Tuesday, 24 February 2015

Tracking the Fox

Photo Credit: Becky Thomas
It had been a mild winter – no sledging and snowmen before Christmas as we had in 2010 and 11 – but at the end of January came what the media called “the Beast from the East”. Cold air swept in from the Continent, chivvying flocks of redwings before it, and hail pelted down in a furious, but mercifully brief burst on the 29th. Then on Saturday 31st, I awoke to find the landscape covered in a velvety coating of snow. It wasn’t yet 7.00 in the morning, so the scene looked calm and peaceful in the lamplight; there was only one set of tyre tracks in the road out front. I thought I’d go for a walk in the first snow of the year and enjoy the frozen serenity of Maiden Erlegh Nature Reserve before anyone else was up.







Wrapped up in hat, scarf and gloves I set out, my Wellingtons pressing on the virgin snow. Only it wasn’t virgin – someone, or something, had been here before. There was a set of paw prints stretching down the pavement towards the lake. Instinctively I followed them, wondering what they were: cat? (wrong shape); dog? (too big) – surely fox! They crossed the road and proscribed a circle on a neighbour’s lawn, then on to the grass in Lakeside and along the path. Approaching the gate I saw them divert across the sward and out onto the road. One set of tracks led out to the houses in Lakeside, and another came back. I followed them along the path to the weir and the foot of the lake. They diverged: one into the woods, and the other on to the fishing platform. They were definitely fox tracks, dainty, forward facing and – vitally – unaccompanied. Prints were to be found on the path leading to the playground, and though I lost sight of them in Laurel park and around the pavilion, I found them again passing the Interpretation Centre and onto Instow Road. This was too easy, the fox was following one of the routes I take of an evening! The trail went cold in the meadow – disappointingly, as that is where a den can usually be found in the summer – but was picked up again as I rounded the sediment pond at the Beech Lane end. The tracks crossed the road and along the footpath for a while, before cutting through a gap and up Allendale Road.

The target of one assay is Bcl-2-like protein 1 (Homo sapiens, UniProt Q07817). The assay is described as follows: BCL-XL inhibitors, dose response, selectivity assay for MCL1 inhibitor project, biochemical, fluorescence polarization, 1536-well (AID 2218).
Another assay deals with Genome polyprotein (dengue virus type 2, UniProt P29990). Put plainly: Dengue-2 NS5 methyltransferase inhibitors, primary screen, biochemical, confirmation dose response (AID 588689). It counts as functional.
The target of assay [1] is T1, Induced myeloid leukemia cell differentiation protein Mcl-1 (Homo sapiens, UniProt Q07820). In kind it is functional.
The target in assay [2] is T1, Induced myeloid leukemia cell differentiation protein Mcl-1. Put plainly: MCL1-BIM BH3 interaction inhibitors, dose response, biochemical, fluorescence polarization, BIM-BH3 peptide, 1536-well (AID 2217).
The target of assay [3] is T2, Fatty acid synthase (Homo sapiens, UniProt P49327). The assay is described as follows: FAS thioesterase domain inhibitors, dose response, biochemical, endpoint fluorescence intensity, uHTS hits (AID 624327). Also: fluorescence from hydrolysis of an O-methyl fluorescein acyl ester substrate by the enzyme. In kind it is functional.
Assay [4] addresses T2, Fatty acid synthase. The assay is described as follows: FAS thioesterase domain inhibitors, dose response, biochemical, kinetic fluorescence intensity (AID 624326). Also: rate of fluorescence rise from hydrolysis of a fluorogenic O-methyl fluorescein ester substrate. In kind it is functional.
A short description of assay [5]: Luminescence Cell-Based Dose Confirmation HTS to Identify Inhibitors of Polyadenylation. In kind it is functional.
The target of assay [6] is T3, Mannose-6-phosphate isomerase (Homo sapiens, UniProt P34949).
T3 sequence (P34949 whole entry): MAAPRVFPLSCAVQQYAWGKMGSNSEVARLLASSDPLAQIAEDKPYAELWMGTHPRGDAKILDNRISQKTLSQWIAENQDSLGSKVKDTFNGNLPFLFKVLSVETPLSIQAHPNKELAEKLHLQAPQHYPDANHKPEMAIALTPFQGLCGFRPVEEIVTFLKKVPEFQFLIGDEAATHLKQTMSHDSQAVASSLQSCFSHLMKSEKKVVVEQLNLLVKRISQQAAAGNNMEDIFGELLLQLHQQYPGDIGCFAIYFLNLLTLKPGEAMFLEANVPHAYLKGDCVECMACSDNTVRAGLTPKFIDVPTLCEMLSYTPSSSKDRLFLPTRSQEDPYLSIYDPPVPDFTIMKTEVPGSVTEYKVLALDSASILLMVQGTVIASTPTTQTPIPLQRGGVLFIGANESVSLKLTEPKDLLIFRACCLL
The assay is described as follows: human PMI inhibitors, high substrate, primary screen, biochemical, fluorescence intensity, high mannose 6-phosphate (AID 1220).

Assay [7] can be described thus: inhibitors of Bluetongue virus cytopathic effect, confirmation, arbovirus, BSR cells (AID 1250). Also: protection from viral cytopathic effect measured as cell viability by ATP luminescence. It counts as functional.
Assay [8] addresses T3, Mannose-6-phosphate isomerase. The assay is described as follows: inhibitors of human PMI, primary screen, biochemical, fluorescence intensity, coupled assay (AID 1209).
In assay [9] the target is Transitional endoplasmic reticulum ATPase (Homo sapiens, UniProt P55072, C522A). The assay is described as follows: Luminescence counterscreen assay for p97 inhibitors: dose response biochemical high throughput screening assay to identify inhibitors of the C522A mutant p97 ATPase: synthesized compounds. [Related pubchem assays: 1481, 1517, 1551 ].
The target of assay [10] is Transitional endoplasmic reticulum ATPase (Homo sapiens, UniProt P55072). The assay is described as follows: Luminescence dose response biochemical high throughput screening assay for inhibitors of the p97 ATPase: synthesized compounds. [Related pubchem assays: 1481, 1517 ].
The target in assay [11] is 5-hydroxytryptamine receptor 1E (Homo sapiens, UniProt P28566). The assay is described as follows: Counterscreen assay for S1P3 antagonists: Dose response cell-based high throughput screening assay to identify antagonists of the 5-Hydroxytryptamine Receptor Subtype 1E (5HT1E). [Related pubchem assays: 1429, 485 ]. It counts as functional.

"Caminozorro" by Erfil - Own work. Licensed under CC BY-SA 3.0 via Wikimedia Commons - http://commons.wikimedia.org/wiki/File:Caminozorro.JPG#mediaviewer/File:Caminozorro.JPG
One, or possibly two foxes between them had taken the same circuit as I often do, before daybreak prompted them to seek cover. But then I’ve also seen them on summer evenings in the past, openly trotting along the paths a dusk. But now, when sightings of foxes are rare (compared with a couple of years ago), these tracks came as a pleasing reassurance of their continuing presence.

Edwin A.R. Trout

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